Melody Thornton of The Pussycat Dolls: Taking Over The World

By: Todd Davis

Meet the worldwide phenom known as The Pussycat Dolls! Comprised of Nicole Scherzinger, Melody Thornton, Ashley Roberts, Jessica Sutta, and Kimberly Wyatt, their 2005 debut, PCD, sold well over 6 million units and produced seven popular singles, including their infectious signature hit, ‘Don’t Cha.’

Now back with their brand new, stellar sophomore collection, Doll Domination, which landed at number four on the Billboard Hot 200 Chart the week of its release, The Pussycat Dolls are letting it be known that they’re still very much a musical force to be reckoned with!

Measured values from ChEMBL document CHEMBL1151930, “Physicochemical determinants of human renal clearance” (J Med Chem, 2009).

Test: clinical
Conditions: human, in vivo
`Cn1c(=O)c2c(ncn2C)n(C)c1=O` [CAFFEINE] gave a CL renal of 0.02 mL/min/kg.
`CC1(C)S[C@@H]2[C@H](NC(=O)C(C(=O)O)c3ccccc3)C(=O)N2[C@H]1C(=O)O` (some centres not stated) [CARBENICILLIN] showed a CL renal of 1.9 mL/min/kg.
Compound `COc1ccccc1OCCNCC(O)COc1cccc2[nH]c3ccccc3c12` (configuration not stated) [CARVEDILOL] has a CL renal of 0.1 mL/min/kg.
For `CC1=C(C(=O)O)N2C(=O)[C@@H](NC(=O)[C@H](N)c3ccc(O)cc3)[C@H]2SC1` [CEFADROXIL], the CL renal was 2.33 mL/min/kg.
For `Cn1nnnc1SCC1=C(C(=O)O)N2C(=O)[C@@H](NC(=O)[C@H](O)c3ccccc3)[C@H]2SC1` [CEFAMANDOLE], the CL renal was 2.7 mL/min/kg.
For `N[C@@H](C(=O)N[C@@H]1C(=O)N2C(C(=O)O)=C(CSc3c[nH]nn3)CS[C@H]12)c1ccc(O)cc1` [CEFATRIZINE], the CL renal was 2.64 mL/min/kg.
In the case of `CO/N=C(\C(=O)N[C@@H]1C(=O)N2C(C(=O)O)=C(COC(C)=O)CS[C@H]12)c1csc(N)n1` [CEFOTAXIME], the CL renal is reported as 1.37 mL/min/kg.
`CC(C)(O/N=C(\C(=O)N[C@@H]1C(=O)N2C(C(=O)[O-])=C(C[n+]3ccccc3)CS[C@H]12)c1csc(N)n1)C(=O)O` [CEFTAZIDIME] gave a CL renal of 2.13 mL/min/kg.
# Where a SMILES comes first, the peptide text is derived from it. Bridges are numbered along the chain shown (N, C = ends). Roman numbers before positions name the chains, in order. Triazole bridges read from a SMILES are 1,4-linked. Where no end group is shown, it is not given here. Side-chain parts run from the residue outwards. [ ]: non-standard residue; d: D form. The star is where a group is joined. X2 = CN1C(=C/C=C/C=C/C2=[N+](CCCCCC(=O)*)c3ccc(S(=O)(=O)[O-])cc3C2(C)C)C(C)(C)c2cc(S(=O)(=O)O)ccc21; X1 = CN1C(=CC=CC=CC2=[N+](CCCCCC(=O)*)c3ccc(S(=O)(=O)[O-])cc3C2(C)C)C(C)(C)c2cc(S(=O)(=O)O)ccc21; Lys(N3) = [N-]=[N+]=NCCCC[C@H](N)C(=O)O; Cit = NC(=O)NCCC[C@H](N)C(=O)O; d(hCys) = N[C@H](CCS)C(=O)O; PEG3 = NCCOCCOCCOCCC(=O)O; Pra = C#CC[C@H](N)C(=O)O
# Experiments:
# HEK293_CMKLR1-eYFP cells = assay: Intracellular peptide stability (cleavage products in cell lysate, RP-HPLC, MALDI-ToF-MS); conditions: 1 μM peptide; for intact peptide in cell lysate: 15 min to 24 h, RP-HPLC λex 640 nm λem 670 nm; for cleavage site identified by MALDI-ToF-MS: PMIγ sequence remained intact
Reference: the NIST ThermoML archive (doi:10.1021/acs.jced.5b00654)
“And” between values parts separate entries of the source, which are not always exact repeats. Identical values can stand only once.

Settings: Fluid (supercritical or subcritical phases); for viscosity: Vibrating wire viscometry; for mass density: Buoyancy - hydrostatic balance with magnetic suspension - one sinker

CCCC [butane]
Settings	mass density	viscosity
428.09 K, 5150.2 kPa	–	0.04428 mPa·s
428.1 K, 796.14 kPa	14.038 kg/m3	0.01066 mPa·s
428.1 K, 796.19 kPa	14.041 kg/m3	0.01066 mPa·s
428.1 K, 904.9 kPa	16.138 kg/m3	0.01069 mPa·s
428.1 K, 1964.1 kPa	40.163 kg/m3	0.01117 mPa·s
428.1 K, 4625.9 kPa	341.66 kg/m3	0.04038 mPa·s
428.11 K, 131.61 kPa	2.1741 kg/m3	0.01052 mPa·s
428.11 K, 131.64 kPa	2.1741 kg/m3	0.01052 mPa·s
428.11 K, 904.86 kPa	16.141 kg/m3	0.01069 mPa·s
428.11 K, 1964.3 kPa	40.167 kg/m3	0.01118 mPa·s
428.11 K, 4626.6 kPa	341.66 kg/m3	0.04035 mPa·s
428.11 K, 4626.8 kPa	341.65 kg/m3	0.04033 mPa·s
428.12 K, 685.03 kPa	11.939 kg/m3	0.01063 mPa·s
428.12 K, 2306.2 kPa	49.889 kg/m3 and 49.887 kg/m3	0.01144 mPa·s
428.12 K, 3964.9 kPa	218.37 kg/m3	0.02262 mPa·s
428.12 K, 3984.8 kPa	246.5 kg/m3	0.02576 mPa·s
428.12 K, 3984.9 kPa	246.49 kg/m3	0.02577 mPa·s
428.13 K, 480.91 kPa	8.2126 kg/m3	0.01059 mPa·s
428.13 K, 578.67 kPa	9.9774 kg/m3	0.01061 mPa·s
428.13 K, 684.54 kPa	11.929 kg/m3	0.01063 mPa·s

Rap Industry Dot Com reached out to one fifth of the crew, and my personal favorite lady, Melody Thornton, to actually see if I could get down to what all of this Dolls hoopla is really all about!

“I joined the PCD when they were looking for a new member. They were looking for a vocalist because they wanted to put out an album. I saw the advertisement on MTV. It was a really quick advertisement, so I got online and did what I had to do. I didn’t know if I was going to make it. I was just happy that people would at least hear me sing. But, they have always had intentions to put out an album. ….”


Your sophomore album Doll Domination is out now and doing quite well for you all, and although pretty self-explanatory, tell me why you all decided on that title for the project?

When we were in the U.K., our make-up artist was like, “Y’all do everything. Y’all are everywhere — Kind of like doll domination!” {In a British accent} So, we kept saying it in all of our interviews, and our fans loved it. So, we stuck with it. It’s kind of like the fans named our album.